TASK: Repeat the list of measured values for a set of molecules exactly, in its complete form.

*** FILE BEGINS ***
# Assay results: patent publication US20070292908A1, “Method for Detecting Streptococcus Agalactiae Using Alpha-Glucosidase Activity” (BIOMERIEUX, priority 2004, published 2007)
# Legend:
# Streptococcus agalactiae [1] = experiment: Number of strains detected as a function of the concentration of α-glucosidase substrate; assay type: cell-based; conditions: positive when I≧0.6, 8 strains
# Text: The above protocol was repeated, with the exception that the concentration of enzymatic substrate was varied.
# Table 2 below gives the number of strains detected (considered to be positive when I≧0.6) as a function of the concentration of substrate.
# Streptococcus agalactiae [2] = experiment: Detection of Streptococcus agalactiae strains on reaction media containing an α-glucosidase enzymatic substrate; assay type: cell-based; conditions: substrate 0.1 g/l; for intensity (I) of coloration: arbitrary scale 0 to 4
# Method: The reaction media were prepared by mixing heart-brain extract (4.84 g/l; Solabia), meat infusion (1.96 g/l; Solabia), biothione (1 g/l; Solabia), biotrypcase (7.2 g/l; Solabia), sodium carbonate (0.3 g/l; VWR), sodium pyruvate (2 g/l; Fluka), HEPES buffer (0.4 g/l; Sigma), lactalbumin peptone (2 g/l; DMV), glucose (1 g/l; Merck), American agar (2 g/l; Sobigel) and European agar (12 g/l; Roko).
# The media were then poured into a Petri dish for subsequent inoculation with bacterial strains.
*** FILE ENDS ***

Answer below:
# Assay results: patent publication US20070292908A1, “Method for Detecting Streptococcus Agalactiae Using Alpha-Glucosidase Activity” (BIOMERIEUX, priority 2004, published 2007)
# Legend:
# Streptococcus agalactiae [1] = experiment: Number of strains detected as a function of the concentration of α-glucosidase substrate; assay type: cell-based; conditions: positive when I≧0.6, 8 strains
# Text: The above protocol was repeated, with the exception that the concentration of enzymatic substrate was varied.
# Table 2 below gives the number of strains detected (considered to be positive when I≧0.6) as a function of the concentration of substrate.
# Streptococcus agalactiae [2] = experiment: Detection of Streptococcus agalactiae strains on reaction media containing an α-glucosidase enzymatic substrate; assay type: cell-based; conditions: substrate 0.1 g/l; for intensity (I) of coloration: arbitrary scale 0 to 4
# Method: The reaction media were prepared by mixing heart-brain extract (4.84 g/l; Solabia), meat infusion (1.96 g/l; Solabia), biothione (1 g/l; Solabia), biotrypcase (7.2 g/l; Solabia), sodium carbonate (0.3 g/l; VWR), sodium pyruvate (2 g/l; Fluka), HEPES buffer (0.4 g/l; Sigma), lactalbumin peptone (2 g/l; DMV), glucose (1 g/l; Merck), American agar (2 g/l; Sobigel) and European agar (12 g/l; Roko).
# The media were then poured into a Petri dish for subsequent inoculation with bacterial strains.